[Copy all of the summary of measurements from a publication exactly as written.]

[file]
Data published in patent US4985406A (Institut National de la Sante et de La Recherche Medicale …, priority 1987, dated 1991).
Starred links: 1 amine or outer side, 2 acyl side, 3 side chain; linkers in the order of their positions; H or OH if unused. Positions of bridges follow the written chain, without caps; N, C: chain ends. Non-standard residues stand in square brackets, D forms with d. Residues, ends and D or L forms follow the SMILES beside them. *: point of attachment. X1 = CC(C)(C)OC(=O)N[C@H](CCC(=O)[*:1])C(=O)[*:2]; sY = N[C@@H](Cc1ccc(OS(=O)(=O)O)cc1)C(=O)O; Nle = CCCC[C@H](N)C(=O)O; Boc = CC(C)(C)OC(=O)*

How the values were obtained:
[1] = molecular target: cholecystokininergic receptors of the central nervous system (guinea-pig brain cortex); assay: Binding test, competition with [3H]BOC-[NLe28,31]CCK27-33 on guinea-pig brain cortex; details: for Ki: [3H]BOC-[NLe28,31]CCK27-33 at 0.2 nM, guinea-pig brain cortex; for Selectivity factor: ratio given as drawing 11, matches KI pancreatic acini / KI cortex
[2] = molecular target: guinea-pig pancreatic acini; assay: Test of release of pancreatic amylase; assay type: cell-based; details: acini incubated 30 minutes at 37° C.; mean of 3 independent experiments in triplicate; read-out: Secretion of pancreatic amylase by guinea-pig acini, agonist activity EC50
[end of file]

Data published in patent US4985406A (Institut National de la Sante et de La Recherche Medicale …, priority 1987, dated 1991).
Starred links: 1 amine or outer side, 2 acyl side, 3 side chain; linkers in the order of their positions; H or OH if unused. Positions of bridges follow the written chain, without caps; N, C: chain ends. Non-standard residues stand in square brackets, D forms with d. Residues, ends and D or L forms follow the SMILES beside them. *: point of attachment. X1 = CC(C)(C)OC(=O)N[C@H](CCC(=O)[*:1])C(=O)[*:2]; sY = N[C@@H](Cc1ccc(OS(=O)(=O)O)cc1)C(=O)O; Nle = CCCC[C@H](N)C(=O)O; Boc = CC(C)(C)OC(=O)*

How the values were obtained:
[1] = molecular target: cholecystokininergic receptors of the central nervous system (guinea-pig brain cortex); assay: Binding test, competition with [3H]BOC-[NLe28,31]CCK27-33 on guinea-pig brain cortex; details: for Ki: [3H]BOC-[NLe28,31]CCK27-33 at 0.2 nM, guinea-pig brain cortex; for Selectivity factor: ratio given as drawing 11, matches KI pancreatic acini / KI cortex
[2] = molecular target: guinea-pig pancreatic acini; assay: Test of release of pancreatic amylase; assay type: cell-based; details: acini incubated 30 minutes at 37° C.; mean of 3 independent experiments in triplicate; read-out: Secretion of pancreatic amylase by guinea-pig acini, agonist activity EC50